City of Tallahassee hands over documents to FBI

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By: WCTV Eyewitness News
October 11, 2017

TALLAHASSEE, Fla. (WCTV) -- The City of Tallahassee has turned over 150,000 documents to the Federal Bureau of Investigation that were requested in a federal subpoena.

The subpoena was delivered to the city in September and demanded all communication over the last five years between City Commissioner Scott Maddox and several of his key business associates, including political consultant Gary Yordon, Downtown Improvement Authority CEO Paige Carter-Smith and Maddox's city aide Allie Fleming.

The city said in a statement on Wednesday:

"This morning, the City of Tallahassee provided the Federal Bureau of Investigation (FBI) with approximately 150,000 electronic records containing communications requested in a subpoena dated September 6, 2017. In cooperation with the FBI, the City will provide approximately 1,500 additional records in the coming weeks. These records, that are non-electronic (brochures, notes, etc.), were screened by the FBI this morning and require additional time for City staff to convert to a digital format for delivery."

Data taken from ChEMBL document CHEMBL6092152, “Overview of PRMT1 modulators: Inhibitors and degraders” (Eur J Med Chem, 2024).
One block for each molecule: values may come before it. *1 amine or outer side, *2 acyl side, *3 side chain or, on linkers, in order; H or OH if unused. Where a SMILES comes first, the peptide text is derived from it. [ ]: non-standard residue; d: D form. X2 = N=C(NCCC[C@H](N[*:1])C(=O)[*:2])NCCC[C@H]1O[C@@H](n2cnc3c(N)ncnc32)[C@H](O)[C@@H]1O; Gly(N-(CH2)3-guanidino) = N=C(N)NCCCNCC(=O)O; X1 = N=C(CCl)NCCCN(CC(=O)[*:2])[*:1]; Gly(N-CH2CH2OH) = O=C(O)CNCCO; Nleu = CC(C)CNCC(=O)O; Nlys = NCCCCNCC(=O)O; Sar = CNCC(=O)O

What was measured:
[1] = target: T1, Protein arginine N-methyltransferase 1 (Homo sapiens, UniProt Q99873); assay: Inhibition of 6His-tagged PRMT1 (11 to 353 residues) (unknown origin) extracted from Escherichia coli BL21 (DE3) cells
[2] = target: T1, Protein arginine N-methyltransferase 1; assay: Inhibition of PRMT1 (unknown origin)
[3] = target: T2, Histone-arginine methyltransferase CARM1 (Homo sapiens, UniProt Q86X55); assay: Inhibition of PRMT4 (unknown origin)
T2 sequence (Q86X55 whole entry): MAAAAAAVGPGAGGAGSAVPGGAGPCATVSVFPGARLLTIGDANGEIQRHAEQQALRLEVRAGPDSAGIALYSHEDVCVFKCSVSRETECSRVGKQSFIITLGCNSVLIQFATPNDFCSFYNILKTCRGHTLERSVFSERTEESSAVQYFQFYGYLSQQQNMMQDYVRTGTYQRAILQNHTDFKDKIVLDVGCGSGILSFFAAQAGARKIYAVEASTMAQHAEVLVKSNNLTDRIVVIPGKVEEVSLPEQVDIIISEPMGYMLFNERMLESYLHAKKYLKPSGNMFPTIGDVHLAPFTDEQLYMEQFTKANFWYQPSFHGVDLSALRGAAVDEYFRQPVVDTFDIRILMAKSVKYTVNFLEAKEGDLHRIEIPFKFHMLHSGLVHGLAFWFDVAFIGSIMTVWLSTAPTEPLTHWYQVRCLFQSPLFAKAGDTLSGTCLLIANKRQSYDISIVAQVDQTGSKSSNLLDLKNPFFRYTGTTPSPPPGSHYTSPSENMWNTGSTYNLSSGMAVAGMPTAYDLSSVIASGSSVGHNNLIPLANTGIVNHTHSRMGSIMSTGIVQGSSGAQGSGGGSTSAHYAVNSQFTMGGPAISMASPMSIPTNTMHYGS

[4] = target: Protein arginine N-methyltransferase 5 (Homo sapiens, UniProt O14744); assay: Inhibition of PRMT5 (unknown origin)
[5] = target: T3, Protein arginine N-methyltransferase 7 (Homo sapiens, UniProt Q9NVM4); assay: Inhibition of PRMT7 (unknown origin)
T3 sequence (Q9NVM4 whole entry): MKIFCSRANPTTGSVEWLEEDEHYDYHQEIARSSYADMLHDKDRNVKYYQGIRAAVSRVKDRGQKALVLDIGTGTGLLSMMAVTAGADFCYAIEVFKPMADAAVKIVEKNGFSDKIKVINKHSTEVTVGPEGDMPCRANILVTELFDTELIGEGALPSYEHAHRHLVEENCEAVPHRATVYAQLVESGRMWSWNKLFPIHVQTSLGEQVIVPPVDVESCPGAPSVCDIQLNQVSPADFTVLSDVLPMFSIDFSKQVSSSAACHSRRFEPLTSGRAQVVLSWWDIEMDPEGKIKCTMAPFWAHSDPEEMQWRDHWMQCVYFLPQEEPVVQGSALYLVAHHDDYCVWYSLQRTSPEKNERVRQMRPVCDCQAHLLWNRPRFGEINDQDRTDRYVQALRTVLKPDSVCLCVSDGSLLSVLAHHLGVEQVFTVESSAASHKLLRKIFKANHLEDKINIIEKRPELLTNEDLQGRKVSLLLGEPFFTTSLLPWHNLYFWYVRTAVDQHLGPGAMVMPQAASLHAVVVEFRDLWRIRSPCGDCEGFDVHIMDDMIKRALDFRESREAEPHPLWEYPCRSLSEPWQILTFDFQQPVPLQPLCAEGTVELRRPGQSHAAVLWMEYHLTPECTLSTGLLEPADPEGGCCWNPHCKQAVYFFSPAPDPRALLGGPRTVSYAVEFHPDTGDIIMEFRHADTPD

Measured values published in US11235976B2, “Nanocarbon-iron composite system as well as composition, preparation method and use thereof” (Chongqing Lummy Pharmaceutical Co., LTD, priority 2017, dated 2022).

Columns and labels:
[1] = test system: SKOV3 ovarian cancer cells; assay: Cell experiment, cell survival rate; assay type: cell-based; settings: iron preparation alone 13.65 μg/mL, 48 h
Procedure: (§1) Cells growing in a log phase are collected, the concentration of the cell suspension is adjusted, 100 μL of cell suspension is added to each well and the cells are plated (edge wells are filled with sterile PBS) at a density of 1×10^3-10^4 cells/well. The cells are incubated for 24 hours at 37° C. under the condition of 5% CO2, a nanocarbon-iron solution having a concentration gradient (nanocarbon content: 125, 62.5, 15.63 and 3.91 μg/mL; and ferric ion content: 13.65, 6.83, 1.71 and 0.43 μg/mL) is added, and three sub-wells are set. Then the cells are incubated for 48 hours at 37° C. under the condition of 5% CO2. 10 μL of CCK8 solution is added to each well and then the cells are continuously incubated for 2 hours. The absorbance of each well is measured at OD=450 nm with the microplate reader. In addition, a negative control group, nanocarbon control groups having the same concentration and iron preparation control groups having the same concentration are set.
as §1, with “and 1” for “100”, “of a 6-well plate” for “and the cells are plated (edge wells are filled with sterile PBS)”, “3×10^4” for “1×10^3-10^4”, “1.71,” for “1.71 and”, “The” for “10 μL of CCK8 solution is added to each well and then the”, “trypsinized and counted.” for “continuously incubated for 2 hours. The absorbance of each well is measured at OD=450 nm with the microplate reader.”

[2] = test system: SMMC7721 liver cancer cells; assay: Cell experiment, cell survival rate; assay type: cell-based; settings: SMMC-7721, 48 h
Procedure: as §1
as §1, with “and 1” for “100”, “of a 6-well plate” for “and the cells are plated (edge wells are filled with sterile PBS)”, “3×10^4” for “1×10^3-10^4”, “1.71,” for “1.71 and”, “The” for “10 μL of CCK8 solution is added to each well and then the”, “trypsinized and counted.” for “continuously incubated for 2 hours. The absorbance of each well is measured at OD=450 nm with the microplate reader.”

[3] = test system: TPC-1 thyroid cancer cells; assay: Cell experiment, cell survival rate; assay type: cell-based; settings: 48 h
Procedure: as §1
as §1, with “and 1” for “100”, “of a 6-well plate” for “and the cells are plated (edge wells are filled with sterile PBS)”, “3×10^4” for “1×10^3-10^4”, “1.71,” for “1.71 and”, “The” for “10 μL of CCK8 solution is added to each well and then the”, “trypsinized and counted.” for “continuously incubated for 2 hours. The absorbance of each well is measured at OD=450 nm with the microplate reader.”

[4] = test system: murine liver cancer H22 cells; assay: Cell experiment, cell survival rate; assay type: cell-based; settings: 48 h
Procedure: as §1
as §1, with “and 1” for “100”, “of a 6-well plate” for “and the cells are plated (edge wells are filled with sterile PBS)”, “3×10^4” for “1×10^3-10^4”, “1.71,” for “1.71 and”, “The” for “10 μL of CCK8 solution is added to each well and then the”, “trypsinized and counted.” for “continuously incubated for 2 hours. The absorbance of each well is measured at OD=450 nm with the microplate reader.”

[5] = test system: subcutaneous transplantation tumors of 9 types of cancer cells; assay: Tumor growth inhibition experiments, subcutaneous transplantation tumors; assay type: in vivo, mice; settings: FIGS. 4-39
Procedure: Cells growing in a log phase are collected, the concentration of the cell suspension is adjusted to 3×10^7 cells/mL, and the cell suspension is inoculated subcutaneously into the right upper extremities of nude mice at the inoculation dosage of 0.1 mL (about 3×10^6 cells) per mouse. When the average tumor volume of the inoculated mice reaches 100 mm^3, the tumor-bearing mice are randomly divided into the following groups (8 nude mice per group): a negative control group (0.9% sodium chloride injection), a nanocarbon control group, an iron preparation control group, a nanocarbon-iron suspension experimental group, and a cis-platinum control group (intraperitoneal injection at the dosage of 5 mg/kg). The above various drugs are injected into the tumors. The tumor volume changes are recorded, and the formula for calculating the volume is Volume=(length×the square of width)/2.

Those documents were originally due in court October 3. However, last week the city said it was working with the FBI to extend the deadline.

In an email, Deputy City Attorney Cassandra Jackson said, "The City Attorney has been in conversation with the FBI and the FBI has agreed to extend the time to provide the documents requested by the subpoena. The City Attorney will be in further conversation with the FBI at the end of the week as to when the documents will be provided."

It's the second document dump made by the city. The first included 90,000 documents and was in response to two initial subpoenas- one to the city and one to the Community Redevelopment Agency- that requested documents from a short list of business people and about a dozen local businesses.

Named on those subpoenas are Paige Carter-Smith; Kim Rivers, CEO of Trulieve; JT Burnette, a local developer who has worked on projects including Hotel Duval; and Adam Corey, developer of the City backed restaurant The Edison, as well as Mayor Andrew Gillum’s former campaign treasurer.

Among the documents turned over were emails, reports, financial data and more.

The city said it took 100 hours to comply those documents.

For all the latest on this developing story, click here.



 
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